NEW YORK (AP) -- U.S. stocks bounced back from recent losses Monday after the Chinese government said that country's economy grew at a slightly faster pace in the first quarter. Banks jumped as interest rates recovered.
After losses in three of the last four weeks, stocks had their best day in more than a month. The largest gains went to industries that would benefit the most from faster global economic growth.
Among banks, the leaders included M&T Bank, which became the latest financial company to report strong first-quarter results. Technology companies were led by chipmaker Nvidia and Google parent company Alphabet, while online retail giant Amazon and streaming video company Netflix also made large gains.
"It was good news to see a positive number coming out of the world's second-largest economy," said Quincy Krosby, market strategist at Prudential Financial. "It was the strongest GDP reading in six quarters, and much of it was based on their infrastructure spending and also the housing market."
The Standard & Poor's 500 index climbed 20.06 points, or 0.9 percent, to 2,349.01. The Dow Jones industrial average rose 183.67 points, or 0.9 percent, to 20,636.92. The Nasdaq composite jumped 51.64 points, or 0.9 percent, to 5,856.79. The Russell 2000 index of smaller-company stocks soared 15.94 points, or 1.2 percent, to 1,361.18.
China's recovering economy grew another 6.9 percent in the first quarter. In 2016 it grew at its slowest pace in almost 30 years, and the government spent more money on construction of infrastructure such as roads and bridges in response. Relatively cheap credit also boosted property sales.
Medical device maker Alere surged after it accepted a modified buyout offer from Abbott Laboratories. Abbott agreed to buy Alere for $56 per share, or $5.8 billion, more than a year ago. But it filed a lawsuit to end the deal after Alere recalled a key product, delayed filing a financial statement, and faced a Justice Department investigation into its business outside the U.S.
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Under the new agreement Abbott will pay $51 a share, or about $5.3 billion, and Alere climbed $6.74, or 15.9 percent, to $49.05. It had traded as low as $31.47 last July, as investors worried the deal would fall apart after news of the investigation broke. Abbott rose 64 cents, or 1.5 percent, to $43.31.
Arconic jumped after the company said Chairman and CEO Klaus Kleinfeld agreed to step down after the board of directors discovered that he sent a letter to Arconic's largest shareholder, activist investment firm Elliott Management, without telling the board. Arconic said that was "poor judgment." It didn't say what Kleinfeld wrote in the letter.
Arconic makes aluminum, titanium and nickel parts for planes, cars and electronics. It was spun off from aluminum company Alcoa last year. Elliott has been pushing the company to replace Kleinfeld. The stock gained 79 cents, or 3.1 percent, to $26.69.
Bond prices slipped. The yield on the 10-year Treasury note rose to 2.25 percent from 2.24 percent. Banks are the worst-performing part of the market recently thanks to sharp declines in bond yields and interest rates.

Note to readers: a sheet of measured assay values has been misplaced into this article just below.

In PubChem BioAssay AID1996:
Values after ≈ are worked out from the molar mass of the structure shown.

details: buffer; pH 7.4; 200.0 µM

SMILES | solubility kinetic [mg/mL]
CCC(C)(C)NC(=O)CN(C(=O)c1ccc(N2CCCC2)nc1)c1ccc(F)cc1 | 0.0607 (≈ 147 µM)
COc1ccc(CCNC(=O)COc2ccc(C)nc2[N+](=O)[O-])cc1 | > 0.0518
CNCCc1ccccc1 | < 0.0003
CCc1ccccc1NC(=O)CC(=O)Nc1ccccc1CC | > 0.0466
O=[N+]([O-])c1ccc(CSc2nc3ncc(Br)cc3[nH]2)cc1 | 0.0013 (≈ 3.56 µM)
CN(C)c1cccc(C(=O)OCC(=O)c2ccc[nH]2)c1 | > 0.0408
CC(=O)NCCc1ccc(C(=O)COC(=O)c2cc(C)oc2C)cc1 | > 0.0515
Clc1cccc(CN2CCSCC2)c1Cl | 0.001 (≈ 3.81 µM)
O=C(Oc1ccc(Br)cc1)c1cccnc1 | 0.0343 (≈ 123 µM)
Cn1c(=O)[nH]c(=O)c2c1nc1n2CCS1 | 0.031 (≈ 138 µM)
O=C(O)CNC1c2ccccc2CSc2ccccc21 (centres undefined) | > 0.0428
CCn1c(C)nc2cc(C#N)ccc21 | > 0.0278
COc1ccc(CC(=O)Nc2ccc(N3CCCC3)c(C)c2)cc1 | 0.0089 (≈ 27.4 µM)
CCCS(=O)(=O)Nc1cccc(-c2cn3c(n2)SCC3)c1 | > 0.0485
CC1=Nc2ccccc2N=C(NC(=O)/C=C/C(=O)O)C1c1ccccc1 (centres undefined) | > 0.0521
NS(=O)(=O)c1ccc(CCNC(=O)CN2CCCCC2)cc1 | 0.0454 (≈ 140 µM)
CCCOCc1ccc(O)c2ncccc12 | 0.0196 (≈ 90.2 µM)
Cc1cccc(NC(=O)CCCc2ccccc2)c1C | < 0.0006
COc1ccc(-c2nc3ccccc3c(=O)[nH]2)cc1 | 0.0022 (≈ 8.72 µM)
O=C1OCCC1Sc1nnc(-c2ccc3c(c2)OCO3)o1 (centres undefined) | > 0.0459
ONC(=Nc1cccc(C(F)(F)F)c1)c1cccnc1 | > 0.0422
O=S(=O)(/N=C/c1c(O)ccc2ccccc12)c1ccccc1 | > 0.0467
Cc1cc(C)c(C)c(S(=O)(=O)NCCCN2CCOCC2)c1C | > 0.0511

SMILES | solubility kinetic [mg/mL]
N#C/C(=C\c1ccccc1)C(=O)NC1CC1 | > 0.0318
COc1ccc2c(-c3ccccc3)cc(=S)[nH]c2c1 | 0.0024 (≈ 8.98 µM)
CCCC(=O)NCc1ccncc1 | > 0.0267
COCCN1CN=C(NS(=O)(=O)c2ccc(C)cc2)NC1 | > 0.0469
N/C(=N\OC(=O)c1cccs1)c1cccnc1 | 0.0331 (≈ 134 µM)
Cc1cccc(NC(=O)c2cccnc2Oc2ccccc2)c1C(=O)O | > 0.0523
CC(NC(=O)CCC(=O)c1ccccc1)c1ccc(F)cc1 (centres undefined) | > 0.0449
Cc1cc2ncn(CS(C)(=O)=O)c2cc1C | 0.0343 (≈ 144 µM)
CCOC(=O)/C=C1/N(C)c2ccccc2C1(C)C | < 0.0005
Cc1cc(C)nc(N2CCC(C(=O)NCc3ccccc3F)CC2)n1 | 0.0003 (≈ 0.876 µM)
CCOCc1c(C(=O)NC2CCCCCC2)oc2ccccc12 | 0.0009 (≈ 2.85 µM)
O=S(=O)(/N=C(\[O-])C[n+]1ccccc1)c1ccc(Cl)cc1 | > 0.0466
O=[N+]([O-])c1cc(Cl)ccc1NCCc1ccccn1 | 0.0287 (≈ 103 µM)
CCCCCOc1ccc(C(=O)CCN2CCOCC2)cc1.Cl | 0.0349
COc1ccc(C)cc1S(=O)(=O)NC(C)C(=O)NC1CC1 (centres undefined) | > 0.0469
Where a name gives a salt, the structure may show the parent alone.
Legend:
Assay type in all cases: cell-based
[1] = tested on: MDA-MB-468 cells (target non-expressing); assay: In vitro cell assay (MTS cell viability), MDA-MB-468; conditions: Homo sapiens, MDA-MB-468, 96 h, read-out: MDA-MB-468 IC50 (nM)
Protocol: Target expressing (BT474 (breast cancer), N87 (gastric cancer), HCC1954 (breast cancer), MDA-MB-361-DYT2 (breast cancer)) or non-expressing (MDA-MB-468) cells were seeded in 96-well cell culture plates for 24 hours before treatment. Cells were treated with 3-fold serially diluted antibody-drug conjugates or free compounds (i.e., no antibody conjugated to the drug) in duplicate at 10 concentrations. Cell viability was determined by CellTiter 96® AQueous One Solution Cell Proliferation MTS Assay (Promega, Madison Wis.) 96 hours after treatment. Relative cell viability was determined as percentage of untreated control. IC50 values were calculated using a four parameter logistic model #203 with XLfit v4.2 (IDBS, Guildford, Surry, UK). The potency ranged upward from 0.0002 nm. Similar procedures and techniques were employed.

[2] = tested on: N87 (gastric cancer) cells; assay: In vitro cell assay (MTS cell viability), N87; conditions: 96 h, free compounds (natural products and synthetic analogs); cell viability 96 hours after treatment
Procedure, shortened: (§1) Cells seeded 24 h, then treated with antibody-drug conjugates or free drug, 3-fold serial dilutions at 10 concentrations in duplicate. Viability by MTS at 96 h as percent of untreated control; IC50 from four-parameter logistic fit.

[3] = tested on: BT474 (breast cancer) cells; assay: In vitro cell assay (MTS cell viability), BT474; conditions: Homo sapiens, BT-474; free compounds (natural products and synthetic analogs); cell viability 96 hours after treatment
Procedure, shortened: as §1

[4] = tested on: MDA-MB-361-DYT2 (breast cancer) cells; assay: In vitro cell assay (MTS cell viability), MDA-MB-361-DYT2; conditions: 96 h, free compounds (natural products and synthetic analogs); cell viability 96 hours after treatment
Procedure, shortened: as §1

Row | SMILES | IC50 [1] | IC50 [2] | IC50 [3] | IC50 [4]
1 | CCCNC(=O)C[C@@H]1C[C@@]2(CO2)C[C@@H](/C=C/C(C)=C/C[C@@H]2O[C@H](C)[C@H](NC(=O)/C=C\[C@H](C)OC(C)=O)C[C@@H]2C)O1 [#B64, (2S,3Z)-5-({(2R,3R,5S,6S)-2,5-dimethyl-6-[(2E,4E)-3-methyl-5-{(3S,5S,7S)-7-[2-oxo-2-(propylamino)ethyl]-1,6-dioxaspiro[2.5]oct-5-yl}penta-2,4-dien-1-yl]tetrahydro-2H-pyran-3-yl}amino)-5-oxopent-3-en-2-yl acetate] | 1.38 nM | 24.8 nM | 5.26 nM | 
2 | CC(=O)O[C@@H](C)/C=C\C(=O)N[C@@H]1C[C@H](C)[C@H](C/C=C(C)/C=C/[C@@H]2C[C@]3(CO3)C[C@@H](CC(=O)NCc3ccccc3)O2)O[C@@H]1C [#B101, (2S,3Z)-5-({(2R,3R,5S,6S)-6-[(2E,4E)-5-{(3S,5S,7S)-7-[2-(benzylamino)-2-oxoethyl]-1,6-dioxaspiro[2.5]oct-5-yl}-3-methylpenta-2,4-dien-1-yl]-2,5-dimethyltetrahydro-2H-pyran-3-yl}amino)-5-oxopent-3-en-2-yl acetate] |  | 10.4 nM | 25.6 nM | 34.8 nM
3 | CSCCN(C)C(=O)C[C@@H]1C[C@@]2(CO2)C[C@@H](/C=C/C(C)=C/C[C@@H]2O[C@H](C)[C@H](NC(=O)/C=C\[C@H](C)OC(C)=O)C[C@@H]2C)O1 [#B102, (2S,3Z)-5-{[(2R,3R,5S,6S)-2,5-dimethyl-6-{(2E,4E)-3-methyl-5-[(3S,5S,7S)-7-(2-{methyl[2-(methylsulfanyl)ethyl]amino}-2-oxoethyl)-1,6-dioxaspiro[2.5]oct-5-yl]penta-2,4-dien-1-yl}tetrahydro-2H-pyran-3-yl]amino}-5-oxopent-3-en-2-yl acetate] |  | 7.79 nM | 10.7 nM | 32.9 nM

Wireless spectrum license company Straight Path Communications climbed after it said it might get a new buyout offer. A week ago it agreed to be bought by AT&T for about $1.25 billion. Straight Path said it was contacted by another company Thursday. Straight Path stock rose $19.86, or 21.7 percent, to $111.56. Investors are now valuing the company at $1.39 billion.
Eli Lilly and Incyte stumbled after the Food and Drug Administration refused to approve Olumiant, a pill for the immune disorder rheumatoid arthritis. The companies may have to run more studies of the drug, which could further delay its approval and force them to spend more.
Lilly has high hopes for Olumiant because it's a pill while most other new rheumatoid arthritis drugs are injections. Lilly lost $3.50, or 4.1 percent, to $82.38 and Incyte sank $14.77, or 10.5 percent, to $126.07.
Pretzel, nuts and salty snack maker Snyder's-Lance tumbled $6.16, or 15.4 percent, to $33.76 after it gave a weak first-quarter forecast that included more spending on marketing and lower profit margins and then slashed its forecast for the year.
Netflix climbed 3 percent to $147.25 Monday, but slumped 1.5 percent in aftermarket trading as it didn't gain as many subscribers in the first quarter as investors hoped. Its profit guidance also fell short of analyst estimates.
Benchmark U.S. crude lost 53 cents, or 1 percent, to $52.65 a barrel in New York. Brent crude, used to price international oils, fell 53 cents to $55.36 per barrel in London. Energy companies lagged the rest of the market.
Wholesale gasoline slipped 2 cents to $1.72 a gallon. Heating oil fell 2 cents to $1.63 a gallon. Natural gas decreased 6 cents, or 2 percent, to $3.16 per 1,000 cubic feet.
Gold rose $3.40 to $1,291.90 an ounce. Silver remained at $18.51 an ounce. Copper picked up 3 cents to $2.60 a pound.
The dollar fell to 108.59 yen from 109.16 yen. The euro rose to $1.0642 from $1.0612.
Markets in Hong Kong, France, Germany and Britain were all closed for the Easter holiday. In Japan the Nikkei 225 index gained 0.1 percent and South Korea's Kospi added 0.5 percent.